Daniel Erlander’s retelling of the Bible, Manna and Mercy, has been popular with Lutherans for decades. Now, Augsburg Fortress has made a curriculum based on Manna and Mercy that is appropriate for many age levels and situations. One component of this curriculum is the Glossary, which is in the Leader Sourcebook. Anne Basye wrote the Glossary, and what follows is an interview with Anne about her process of creating the Glossary, as well as the importance of this part of the Leader Sourcebook.
You wrote the Glossary. What was your creative process for creating this content?
Creating a glossary is a bit like practicing Lectio Divina. I read the text again and again, circling terms and creating a master list of words and page numbers. Using that list I would focus on one word at a time, noticing where it appeared throughout the text, noticing how Dan defined or used it, and really sitting with the word or concept as I pondered how to distill its meaning. I got to know these words really, really well.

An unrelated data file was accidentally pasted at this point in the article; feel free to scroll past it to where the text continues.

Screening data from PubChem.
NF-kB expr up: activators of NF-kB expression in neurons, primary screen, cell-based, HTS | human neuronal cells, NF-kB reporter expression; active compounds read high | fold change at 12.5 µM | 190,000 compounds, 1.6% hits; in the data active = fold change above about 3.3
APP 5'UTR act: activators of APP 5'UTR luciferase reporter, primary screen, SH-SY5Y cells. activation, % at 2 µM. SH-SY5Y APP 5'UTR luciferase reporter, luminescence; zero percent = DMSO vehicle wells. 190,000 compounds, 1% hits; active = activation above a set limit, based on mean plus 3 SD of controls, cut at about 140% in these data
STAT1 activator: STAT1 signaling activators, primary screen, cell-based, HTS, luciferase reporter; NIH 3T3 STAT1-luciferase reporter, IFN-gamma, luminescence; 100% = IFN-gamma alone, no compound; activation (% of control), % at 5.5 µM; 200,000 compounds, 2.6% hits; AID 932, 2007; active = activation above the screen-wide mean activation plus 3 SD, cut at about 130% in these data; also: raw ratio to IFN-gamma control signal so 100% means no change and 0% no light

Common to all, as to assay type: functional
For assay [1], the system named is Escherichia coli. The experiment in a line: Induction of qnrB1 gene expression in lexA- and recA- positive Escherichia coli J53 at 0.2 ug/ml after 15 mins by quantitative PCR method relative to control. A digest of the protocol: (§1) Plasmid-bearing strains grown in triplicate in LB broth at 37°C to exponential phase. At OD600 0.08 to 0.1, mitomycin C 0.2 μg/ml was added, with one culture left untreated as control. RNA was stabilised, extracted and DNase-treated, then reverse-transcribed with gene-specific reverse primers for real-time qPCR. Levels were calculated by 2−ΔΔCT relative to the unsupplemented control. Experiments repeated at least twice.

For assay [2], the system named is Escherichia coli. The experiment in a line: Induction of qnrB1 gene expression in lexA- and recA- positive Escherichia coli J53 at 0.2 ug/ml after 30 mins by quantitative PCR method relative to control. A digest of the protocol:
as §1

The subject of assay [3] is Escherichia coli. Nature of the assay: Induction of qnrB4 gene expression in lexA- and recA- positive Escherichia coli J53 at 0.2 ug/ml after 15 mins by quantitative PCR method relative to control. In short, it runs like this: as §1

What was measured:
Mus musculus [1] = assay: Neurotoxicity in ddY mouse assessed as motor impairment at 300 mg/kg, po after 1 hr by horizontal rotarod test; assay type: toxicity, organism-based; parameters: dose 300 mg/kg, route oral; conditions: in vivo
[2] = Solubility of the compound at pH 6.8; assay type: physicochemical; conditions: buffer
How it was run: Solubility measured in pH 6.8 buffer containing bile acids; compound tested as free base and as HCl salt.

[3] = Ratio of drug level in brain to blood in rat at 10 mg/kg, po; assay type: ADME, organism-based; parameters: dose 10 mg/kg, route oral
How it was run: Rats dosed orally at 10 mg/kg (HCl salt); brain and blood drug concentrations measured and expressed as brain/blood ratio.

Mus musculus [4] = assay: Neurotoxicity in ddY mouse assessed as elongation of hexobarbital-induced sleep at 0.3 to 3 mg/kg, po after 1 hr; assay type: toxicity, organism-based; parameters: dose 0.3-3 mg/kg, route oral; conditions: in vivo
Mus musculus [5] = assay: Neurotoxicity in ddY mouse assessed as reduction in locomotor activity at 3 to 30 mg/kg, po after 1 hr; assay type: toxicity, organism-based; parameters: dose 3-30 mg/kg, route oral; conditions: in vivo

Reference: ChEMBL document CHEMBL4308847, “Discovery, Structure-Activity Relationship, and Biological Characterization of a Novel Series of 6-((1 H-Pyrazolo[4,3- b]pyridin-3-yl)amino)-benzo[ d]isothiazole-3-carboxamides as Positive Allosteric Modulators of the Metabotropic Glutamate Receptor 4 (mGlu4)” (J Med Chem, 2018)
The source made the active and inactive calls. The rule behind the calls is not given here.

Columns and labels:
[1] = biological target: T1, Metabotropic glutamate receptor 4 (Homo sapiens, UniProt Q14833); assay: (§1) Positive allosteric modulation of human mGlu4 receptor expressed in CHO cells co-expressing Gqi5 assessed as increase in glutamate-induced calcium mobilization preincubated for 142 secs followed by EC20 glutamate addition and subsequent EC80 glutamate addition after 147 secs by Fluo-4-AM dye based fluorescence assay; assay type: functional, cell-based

What is one of your favorite words that Dan uses in Manna and Mercy?
In what ways do you see Dan defining familiar words in fresh ways?
The familiar term “big deal” gains meaning when contrasted with Dan’s invented term “little deal.” Dan’s definition of “manna” is so much larger and deeper than the mysterious white stuff that puzzled me in Sunday School. The concept of “Wilderness School” has formed me since the first time I heard it at Holden Village a couple decades ago.
How could you envision a congregational leader using the glossary?
Why not use the “People in the Story” section—a very useful cast of characters in the Bible—to track down other prophets and peacemakers who didn’t get a mention here . . . or to delve more deeply into the Essenes and Pharisees?
What is a favorite illustration of yours in Manna and Mercy?
The Messiah Success Seminar on page 42.
Anything else you want congregational leaders to know about the language of Manna and Mercy?
Nope. Just enjoy its playfulness and profundity!